In the essay
written by Paul Boghossian “The Maze of Moral Relativism” it becomes apparent
that relativism plays a primary role in society. Boghossian also makes it well
known to the reader his thoughts on moral relativism by claiming it is an
incoherent view. Later Boghossian plays with the idea and counterargument of
why moral relativism might be coherent. Throughout the essay Boghossian tourally explains
that if you deny moral absolutism (explained as an action being wrong, no matter what. An
example being killing unless used for self-defense or the military), it is
opposed to moral relativism (explained as being right or wrong measured by basic
norms that are based on their culture), but rather to moral nihilism (explained as how things should
be, not how they really are).
As Boghossian was
developing his argument for his claim on moral relativism being incoherent he
outlines two examples. The first example being when people realized that witches
were make believe and fake. When this was brought to the people’s attention
they didn’t suddenly become moral relativists about witches, rather, they just stopped
talking about witches all at once eliminating all ideas that they may exist. Today,
we only bring up witches as a word to describe someone, discussing previous
events such as what took place in Salem, and using it to play around on
Halloween. The second example is the one of Einstein that was taught in Special
Theory of Relativity. In this publication Einstein stated that there is no such
thing as absolute simultaneity of two events. Einstein then went on to suggest
people should become relativists to simultaneity while also accepting that there is simultaneity relative,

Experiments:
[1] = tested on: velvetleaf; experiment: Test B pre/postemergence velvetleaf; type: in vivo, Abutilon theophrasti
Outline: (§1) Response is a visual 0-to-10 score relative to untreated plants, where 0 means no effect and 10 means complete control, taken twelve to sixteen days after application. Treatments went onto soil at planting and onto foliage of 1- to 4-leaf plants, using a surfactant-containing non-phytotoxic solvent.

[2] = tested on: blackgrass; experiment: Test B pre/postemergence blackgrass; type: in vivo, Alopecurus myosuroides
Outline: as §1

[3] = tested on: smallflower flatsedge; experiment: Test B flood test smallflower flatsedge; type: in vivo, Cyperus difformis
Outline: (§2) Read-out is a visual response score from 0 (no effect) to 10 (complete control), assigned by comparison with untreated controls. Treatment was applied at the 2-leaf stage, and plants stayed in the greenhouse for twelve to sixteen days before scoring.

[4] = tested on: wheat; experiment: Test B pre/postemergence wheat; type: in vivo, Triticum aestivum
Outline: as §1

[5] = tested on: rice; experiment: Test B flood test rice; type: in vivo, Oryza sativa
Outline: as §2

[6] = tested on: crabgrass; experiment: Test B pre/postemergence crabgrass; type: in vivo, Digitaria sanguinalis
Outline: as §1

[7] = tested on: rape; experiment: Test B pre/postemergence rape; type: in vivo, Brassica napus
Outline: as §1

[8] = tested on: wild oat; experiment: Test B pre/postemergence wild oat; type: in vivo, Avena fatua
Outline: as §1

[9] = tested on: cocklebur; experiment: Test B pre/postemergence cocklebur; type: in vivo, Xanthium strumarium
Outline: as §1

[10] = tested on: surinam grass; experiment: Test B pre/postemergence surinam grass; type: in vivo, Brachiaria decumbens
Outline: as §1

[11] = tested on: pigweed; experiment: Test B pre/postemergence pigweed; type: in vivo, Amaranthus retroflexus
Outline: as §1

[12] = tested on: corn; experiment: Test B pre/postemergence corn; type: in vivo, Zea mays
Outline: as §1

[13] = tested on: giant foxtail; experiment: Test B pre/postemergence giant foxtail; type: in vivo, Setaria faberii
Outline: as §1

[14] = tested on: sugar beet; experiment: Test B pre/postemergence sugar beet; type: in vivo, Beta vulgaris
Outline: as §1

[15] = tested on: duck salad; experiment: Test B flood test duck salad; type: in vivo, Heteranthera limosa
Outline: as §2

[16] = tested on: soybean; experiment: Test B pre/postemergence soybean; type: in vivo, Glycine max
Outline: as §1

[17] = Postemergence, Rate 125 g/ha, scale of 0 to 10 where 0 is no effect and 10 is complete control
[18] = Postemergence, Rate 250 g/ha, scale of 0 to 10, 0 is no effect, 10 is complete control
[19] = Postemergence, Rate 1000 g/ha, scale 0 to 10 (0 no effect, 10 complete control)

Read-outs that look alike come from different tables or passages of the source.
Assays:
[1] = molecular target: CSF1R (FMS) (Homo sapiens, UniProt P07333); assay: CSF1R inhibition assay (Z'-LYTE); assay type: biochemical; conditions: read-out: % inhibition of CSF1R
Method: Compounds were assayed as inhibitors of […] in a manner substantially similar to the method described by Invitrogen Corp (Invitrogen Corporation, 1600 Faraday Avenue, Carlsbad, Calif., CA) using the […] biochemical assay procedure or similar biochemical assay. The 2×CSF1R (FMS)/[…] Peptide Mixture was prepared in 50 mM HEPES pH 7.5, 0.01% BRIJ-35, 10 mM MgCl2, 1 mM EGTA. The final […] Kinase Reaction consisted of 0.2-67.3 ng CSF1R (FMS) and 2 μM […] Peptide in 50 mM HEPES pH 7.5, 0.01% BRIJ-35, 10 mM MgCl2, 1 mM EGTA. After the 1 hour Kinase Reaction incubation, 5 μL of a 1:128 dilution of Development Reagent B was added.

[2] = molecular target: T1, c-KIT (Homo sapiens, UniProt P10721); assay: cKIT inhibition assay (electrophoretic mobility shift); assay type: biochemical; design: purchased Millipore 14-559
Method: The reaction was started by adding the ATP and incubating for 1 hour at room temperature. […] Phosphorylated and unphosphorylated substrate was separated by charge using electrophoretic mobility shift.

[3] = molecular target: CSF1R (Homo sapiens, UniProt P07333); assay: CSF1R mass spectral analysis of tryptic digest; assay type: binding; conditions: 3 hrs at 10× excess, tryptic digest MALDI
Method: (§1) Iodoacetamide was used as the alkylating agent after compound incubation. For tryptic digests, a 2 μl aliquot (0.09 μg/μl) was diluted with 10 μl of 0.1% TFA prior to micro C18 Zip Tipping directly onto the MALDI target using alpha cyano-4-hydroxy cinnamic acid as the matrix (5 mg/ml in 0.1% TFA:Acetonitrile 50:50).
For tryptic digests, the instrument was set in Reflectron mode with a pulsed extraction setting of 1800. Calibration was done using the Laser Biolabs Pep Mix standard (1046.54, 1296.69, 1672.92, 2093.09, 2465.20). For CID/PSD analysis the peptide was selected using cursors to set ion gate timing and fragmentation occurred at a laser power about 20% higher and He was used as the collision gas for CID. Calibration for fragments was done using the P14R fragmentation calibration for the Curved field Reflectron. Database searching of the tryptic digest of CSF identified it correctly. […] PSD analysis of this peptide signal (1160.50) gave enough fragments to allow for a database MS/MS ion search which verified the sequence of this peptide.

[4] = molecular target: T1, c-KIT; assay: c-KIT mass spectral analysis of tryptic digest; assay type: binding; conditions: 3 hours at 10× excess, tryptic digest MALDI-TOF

but not simultaneity as so. You may be wondering, just like Boghossian,
what is the difference between these two examples and how do the two examples correlate
when one leads to eliminating relativism and the other leads to relativism.
Boghossian answers this by showing readers the world does not have simultaneity,
yet it does have a relativistic cousin and this cousin is simultaneity relative
to a frame of references. This is similar to the role of classical simultaneity
with the theory of the world. However, in the witch example once we realized that
witches are make believe there is not a relativistic cousin involved.
there are no absolute facts about morality in regard to what is write and what
is wrong because if there was then it would be with the example of the witches.
Boghossian also claims and explains that it is polite to slurp your soup when you’re
eating in China as it is a compliment to the chef and host. However, the opposite
is Buckingham palace. If you were to slurp your soup in Buckingham palace it
would be extremely rude. These cultural examples show that there are moral norm
specified with your culture like in some places its rude to address someone by
their first name and its insulting in some cultures. There are different circumstances
for every situation, but it comes down to moral absolutism not including
etiquette and cultural differences.
Boghossian makes it well known throughout “The Maze of Moral Relativism” on his
thought to the reader towards moral relativism by claiming it is an incoherent
view. It is never simple finding the right answers to a moral question.
Bohossian states it is to emphasize that there seems to be no better
alternative or no better answer to a difficult moral question that were unsure
about what the for sure right answer is.